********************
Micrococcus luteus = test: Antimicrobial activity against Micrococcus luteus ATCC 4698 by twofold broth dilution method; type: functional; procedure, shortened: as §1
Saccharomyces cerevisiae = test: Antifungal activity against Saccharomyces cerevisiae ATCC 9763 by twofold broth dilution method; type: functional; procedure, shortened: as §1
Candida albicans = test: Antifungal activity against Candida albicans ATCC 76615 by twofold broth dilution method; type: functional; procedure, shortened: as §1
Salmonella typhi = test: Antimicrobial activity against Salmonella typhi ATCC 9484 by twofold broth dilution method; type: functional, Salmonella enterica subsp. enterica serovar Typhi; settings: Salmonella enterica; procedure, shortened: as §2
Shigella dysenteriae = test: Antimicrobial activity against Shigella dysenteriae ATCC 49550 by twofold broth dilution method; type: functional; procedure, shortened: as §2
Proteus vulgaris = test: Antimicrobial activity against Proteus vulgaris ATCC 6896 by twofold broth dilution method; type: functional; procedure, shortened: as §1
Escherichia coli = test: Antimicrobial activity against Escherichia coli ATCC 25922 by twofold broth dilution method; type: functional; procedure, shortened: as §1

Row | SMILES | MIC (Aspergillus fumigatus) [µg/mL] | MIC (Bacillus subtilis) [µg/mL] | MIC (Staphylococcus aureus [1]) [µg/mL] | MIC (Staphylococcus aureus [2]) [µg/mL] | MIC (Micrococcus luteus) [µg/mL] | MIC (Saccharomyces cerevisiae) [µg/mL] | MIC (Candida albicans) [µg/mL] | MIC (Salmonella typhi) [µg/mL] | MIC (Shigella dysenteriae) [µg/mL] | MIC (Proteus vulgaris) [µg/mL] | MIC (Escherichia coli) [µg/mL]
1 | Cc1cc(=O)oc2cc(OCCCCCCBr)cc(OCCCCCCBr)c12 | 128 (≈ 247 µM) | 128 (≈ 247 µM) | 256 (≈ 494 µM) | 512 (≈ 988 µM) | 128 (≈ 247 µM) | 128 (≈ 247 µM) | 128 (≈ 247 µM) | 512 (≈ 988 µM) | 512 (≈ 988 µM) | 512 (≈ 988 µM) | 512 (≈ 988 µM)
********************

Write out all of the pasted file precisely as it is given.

Micrococcus luteus = test: Antimicrobial activity against Micrococcus luteus ATCC 4698 by twofold broth dilution method; type: functional; procedure, shortened: as §1
Saccharomyces cerevisiae = test: Antifungal activity against Saccharomyces cerevisiae ATCC 9763 by twofold broth dilution method; type: functional; procedure, shortened: as §1
Candida albicans = test: Antifungal activity against Candida albicans ATCC 76615 by twofold broth dilution method; type: functional; procedure, shortened: as §1
Salmonella typhi = test: Antimicrobial activity against Salmonella typhi ATCC 9484 by twofold broth dilution method; type: functional, Salmonella enterica subsp. enterica serovar Typhi; settings: Salmonella enterica; procedure, shortened: as §2
Shigella dysenteriae = test: Antimicrobial activity against Shigella dysenteriae ATCC 49550 by twofold broth dilution method; type: functional; procedure, shortened: as §2
Proteus vulgaris = test: Antimicrobial activity against Proteus vulgaris ATCC 6896 by twofold broth dilution method; type: functional; procedure, shortened: as §1
Escherichia coli = test: Antimicrobial activity against Escherichia coli ATCC 25922 by twofold broth dilution method; type: functional; procedure, shortened: as §1

Row | SMILES | MIC (Aspergillus fumigatus) [µg/mL] | MIC (Bacillus subtilis) [µg/mL] | MIC (Staphylococcus aureus [1]) [µg/mL] | MIC (Staphylococcus aureus [2]) [µg/mL] | MIC (Micrococcus luteus) [µg/mL] | MIC (Saccharomyces cerevisiae) [µg/mL] | MIC (Candida albicans) [µg/mL] | MIC (Salmonella typhi) [µg/mL] | MIC (Shigella dysenteriae) [µg/mL] | MIC (Proteus vulgaris) [µg/mL] | MIC (Escherichia coli) [µg/mL]
1 | Cc1cc(=O)oc2cc(OCCCCCCBr)cc(OCCCCCCBr)c12 | 128 (≈ 247 µM) | 128 (≈ 247 µM) | 256 (≈ 494 µM) | 512 (≈ 988 µM) | 128 (≈ 247 µM) | 128 (≈ 247 µM) | 128 (≈ 247 µM) | 512 (≈ 988 µM) | 512 (≈ 988 µM) | 512 (≈ 988 µM) | 512 (≈ 988 µM)